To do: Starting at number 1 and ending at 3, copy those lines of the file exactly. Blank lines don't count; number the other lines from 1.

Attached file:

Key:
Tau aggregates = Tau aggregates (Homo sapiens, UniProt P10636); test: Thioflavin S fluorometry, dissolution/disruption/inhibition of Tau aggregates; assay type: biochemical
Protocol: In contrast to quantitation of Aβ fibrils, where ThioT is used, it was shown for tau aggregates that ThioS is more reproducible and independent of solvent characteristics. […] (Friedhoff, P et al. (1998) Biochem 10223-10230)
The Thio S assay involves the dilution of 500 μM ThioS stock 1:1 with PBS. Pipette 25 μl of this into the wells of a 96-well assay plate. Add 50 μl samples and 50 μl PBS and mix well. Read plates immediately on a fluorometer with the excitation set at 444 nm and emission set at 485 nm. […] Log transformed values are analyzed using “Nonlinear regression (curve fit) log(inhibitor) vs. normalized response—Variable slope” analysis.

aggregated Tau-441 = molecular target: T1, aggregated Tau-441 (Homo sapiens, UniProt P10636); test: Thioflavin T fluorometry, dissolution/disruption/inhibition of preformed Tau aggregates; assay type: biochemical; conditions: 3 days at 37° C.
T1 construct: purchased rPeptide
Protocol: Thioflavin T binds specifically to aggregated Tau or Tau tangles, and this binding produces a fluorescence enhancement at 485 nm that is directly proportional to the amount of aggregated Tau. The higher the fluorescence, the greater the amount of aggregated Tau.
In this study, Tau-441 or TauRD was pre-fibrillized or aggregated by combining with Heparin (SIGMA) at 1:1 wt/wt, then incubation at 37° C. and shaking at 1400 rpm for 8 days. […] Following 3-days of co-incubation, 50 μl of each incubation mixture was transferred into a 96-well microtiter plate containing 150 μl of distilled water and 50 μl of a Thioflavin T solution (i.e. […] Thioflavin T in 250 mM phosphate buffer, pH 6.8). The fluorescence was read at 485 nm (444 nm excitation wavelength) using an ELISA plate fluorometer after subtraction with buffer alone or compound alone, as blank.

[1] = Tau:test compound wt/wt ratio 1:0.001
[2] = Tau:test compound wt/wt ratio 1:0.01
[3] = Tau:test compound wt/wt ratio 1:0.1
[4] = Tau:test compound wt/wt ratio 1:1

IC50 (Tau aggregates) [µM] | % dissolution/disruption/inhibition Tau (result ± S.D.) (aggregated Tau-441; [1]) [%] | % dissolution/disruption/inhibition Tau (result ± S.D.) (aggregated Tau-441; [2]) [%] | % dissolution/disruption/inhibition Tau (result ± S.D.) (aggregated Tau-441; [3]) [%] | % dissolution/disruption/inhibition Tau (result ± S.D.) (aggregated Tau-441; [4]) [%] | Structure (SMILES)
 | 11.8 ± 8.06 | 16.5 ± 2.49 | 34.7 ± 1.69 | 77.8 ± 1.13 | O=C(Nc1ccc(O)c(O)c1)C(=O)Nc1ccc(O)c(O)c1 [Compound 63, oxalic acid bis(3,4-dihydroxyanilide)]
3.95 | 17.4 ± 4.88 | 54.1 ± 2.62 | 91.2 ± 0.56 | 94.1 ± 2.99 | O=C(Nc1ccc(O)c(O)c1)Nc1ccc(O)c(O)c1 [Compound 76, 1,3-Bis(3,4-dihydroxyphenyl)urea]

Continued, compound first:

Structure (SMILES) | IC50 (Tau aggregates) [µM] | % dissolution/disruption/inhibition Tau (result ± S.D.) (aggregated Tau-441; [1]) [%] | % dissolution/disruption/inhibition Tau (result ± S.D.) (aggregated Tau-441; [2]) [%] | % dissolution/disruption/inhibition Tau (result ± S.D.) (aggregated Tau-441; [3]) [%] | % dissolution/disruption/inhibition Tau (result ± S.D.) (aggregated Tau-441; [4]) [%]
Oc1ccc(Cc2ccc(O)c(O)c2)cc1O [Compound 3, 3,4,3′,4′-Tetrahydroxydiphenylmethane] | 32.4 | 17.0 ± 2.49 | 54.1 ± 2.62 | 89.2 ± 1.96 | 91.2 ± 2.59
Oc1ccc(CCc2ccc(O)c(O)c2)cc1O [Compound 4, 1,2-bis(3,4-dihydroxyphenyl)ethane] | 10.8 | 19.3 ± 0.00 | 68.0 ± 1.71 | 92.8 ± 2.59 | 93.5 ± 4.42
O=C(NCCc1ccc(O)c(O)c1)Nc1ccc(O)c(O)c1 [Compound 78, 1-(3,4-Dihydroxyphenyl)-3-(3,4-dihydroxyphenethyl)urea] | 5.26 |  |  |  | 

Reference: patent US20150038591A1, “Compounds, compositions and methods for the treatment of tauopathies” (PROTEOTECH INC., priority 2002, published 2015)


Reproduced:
Key:
Tau aggregates = Tau aggregates (Homo sapiens, UniProt P10636); test: Thioflavin S fluorometry, dissolution/disruption/inhibition of Tau aggregates; assay type: biochemical
Protocol: In contrast to quantitation of Aβ fibrils, where ThioT is used, it was shown for tau aggregates that ThioS is more reproducible and independent of solvent characteristics. […] (Friedhoff, P et al. (1998) Biochem 10223-10230)